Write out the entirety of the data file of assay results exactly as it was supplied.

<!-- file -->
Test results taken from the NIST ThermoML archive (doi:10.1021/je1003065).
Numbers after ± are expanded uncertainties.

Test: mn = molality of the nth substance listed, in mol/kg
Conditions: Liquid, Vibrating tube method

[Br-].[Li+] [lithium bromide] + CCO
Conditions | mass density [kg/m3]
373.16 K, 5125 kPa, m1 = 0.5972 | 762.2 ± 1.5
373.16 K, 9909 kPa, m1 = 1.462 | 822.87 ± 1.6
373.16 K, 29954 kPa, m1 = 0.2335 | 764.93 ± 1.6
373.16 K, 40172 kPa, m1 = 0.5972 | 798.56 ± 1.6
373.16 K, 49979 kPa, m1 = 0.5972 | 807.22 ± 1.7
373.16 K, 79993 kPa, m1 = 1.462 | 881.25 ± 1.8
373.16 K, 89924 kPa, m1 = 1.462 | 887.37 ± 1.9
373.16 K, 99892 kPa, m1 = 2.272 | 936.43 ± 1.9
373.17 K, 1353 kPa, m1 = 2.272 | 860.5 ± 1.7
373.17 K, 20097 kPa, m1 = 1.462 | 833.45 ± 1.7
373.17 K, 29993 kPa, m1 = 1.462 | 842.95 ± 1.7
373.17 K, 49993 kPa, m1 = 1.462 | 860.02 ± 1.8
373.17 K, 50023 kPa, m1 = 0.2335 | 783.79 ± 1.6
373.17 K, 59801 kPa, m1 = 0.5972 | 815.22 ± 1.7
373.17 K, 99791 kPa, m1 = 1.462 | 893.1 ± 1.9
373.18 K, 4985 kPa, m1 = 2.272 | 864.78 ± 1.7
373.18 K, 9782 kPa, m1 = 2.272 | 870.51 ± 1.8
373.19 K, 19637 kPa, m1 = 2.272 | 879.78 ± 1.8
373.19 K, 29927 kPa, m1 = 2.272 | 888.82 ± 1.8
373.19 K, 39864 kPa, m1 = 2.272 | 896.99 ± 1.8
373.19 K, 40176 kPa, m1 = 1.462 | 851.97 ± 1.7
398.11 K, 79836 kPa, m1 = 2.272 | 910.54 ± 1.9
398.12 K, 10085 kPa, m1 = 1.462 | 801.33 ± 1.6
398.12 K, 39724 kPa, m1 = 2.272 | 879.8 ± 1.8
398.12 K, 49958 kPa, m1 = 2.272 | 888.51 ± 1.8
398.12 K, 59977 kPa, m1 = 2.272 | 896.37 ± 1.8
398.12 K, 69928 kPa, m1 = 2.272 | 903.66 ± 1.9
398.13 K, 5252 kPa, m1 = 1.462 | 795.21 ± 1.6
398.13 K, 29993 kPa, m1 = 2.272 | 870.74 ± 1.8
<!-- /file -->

Test results taken from the NIST ThermoML archive (doi:10.1021/je1003065).
Numbers after ± are expanded uncertainties.

Test: mn = molality of the nth substance listed, in mol/kg
Conditions: Liquid, Vibrating tube method

[Br-].[Li+] [lithium bromide] + CCO
Conditions | mass density [kg/m3]
373.16 K, 5125 kPa, m1 = 0.5972 | 762.2 ± 1.5
373.16 K, 9909 kPa, m1 = 1.462 | 822.87 ± 1.6
373.16 K, 29954 kPa, m1 = 0.2335 | 764.93 ± 1.6
373.16 K, 40172 kPa, m1 = 0.5972 | 798.56 ± 1.6
373.16 K, 49979 kPa, m1 = 0.5972 | 807.22 ± 1.7
373.16 K, 79993 kPa, m1 = 1.462 | 881.25 ± 1.8
373.16 K, 89924 kPa, m1 = 1.462 | 887.37 ± 1.9
373.16 K, 99892 kPa, m1 = 2.272 | 936.43 ± 1.9
373.17 K, 1353 kPa, m1 = 2.272 | 860.5 ± 1.7
373.17 K, 20097 kPa, m1 = 1.462 | 833.45 ± 1.7
373.17 K, 29993 kPa, m1 = 1.462 | 842.95 ± 1.7
373.17 K, 49993 kPa, m1 = 1.462 | 860.02 ± 1.8
373.17 K, 50023 kPa, m1 = 0.2335 | 783.79 ± 1.6
373.17 K, 59801 kPa, m1 = 0.5972 | 815.22 ± 1.7
373.17 K, 99791 kPa, m1 = 1.462 | 893.1 ± 1.9
373.18 K, 4985 kPa, m1 = 2.272 | 864.78 ± 1.7
373.18 K, 9782 kPa, m1 = 2.272 | 870.51 ± 1.8
373.19 K, 19637 kPa, m1 = 2.272 | 879.78 ± 1.8
373.19 K, 29927 kPa, m1 = 2.272 | 888.82 ± 1.8
373.19 K, 39864 kPa, m1 = 2.272 | 896.99 ± 1.8
373.19 K, 40176 kPa, m1 = 1.462 | 851.97 ± 1.7
398.11 K, 79836 kPa, m1 = 2.272 | 910.54 ± 1.9
398.12 K, 10085 kPa, m1 = 1.462 | 801.33 ± 1.6
398.12 K, 39724 kPa, m1 = 2.272 | 879.8 ± 1.8
398.12 K, 49958 kPa, m1 = 2.272 | 888.51 ± 1.8
398.12 K, 59977 kPa, m1 = 2.272 | 896.37 ± 1.8
398.12 K, 69928 kPa, m1 = 2.272 | 903.66 ± 1.9
398.13 K, 5252 kPa, m1 = 1.462 | 795.21 ± 1.6
398.13 K, 29993 kPa, m1 = 2.272 | 870.74 ± 1.8